The King of All Ravens (species Corvus corax) decides to let the human apes live another year after deciding our petty wars ‘amuse Him’. (Picture Credit: Wikimedia Commons)

So yes, birds can be both sinister and kind of cool as well, rather like the Mafia in the Godfather. But Cowbirds? Really? I mean, the name makes them sound rather like fat, kind-of-cute-in-a-dumb-sorta-way balls of feathers. So how on Earth do Cowbirds feature here?

Well, the thing is these Cowbirds are less “Daisy-the-Brown-and-White-Cow” and more “The [bleeping] vicious bull that lurks in the field and hungers for the blood of hikers”, except considerably more intelligent and Don Coroleone-y. In fact, they are a combination of the most sinister aspects of birds (you know, the whole killing infants thing) but a little bit of the cleverness the Crows have, coupled with the originality of the Secretary Bird. Really, they would have been better named ‘Coroleonebirds’, because they are, in fact, the avian equivalent of the Mafia.


“What does it mean?”
“It means Luca Brasi sleeps with the fishes. Also, its lunchtime”
(Photo credit http://www.cornishseatours.com/)

This is not hyperbole on my part, either. Scientists actually use the term ‘Mafia Hypothesis’ to describe how these birds act. See, Cowbirds are rather like Cuckoos, in that they lay their eggs in other bird’s nests. The Common Cuckoo (Cuculus canorus) uses a wide variety of techniques to get other birds to do the whole ‘chick-rearing’ thing. Its eggs are adapted to resemble those of the birds it most frequently parasitizes, with different groups laying different egg designs. Female cuckoos can hold their eggs inside them for an extra 24 hours; this means that when the egg is eventually laid in a host nest, the chick hatches rapidly and can chuck out the original eggs, because if there is one thing birds apparently love, its infanticide. It’ll also do this to any already hatched chicks in the nest too. Despite the fact the chick rapidly grows to be bigger than both of its parents, the hosts continue to feed it. Its begging calls are such that it mimics the begging cries of a whole nest of host chicks; effectively getting all the food that would be going to all of the hosts’ offspring (Davies et al 1998). For this behaviour of infanticide, exploitation and deceit, it gets a faintly annoying clock named after it.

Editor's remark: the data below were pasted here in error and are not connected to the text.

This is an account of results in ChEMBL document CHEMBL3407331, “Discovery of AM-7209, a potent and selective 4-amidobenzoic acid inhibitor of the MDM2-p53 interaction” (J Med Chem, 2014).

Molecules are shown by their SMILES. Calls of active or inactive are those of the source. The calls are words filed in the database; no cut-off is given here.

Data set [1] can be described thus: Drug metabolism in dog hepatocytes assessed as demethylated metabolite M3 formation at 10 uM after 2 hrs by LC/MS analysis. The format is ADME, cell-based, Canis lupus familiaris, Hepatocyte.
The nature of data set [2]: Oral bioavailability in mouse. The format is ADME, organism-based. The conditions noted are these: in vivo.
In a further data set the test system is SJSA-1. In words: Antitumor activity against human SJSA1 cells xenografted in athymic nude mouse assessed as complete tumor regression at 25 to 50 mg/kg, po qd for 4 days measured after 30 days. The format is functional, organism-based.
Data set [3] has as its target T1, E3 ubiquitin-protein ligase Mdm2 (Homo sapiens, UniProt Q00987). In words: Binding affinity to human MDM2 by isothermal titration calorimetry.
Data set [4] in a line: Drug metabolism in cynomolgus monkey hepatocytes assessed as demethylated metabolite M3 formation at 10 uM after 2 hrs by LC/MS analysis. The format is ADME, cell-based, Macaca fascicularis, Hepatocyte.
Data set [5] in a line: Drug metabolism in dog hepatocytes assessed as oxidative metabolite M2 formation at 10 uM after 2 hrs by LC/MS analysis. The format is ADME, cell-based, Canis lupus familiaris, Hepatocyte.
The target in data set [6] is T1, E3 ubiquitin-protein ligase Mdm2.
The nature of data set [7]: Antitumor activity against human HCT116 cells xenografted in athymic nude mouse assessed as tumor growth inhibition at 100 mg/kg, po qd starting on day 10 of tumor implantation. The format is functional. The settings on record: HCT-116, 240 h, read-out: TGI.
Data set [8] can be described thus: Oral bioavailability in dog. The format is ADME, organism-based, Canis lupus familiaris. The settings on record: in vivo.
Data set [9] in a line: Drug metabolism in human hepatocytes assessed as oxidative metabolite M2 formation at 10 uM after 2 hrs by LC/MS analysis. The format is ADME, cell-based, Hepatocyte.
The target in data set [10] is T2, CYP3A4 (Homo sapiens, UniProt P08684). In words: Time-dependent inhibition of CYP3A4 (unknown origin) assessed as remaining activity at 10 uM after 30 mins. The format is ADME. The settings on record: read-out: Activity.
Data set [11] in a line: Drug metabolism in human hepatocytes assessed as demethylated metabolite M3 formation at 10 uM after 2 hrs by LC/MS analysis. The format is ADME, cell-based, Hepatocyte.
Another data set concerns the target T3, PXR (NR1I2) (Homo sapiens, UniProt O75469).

The Brown Headed Cowbird (Molothrus ater) also practises ‘Brood parasitism’, much like the cuckoo. However, it lacks some of the clever adaptations the cuckoos have to fool other birds, such as eggs which are almost identical to those of the host species. Also, it is slightly less murderous, the chicks of the cowbird not always killing the chicks of the host; this bit will become important later. Obviously, the reproductive success of the host is rather reduced if it has a bloody great parasite in its nest, eating all the food meant for its chicks. Therefore, there is a strong selective pressure to simply kill the Cowbird chick. And this is where things get interesting. If the parent cowbird sees her little bundle of joy being maltreated, she swoops in and destroys the host’s nest (and eggs) too, in retaliation. Therefore, it is thought that this makes some hosts accept the Cowbird chick, rather than running the risk of losing their whole clutch of eggs. In one study, nests that accepted the cowbird chick were destroyed only 6% of the time, but if the chick was ejected, the nest ran almost a 50:50 chance of being destroyed (Hoover et al 1997), thus proving that threats will always suffice if no other option is possible. Threats like, I don’t know, my dissertation being marked as ‘late’ for some reason…


“Nice nest. It would be a shame if something happened to it, and those lovely eggs of yours. Capiche?”
Photo credit: Wikimedia Commons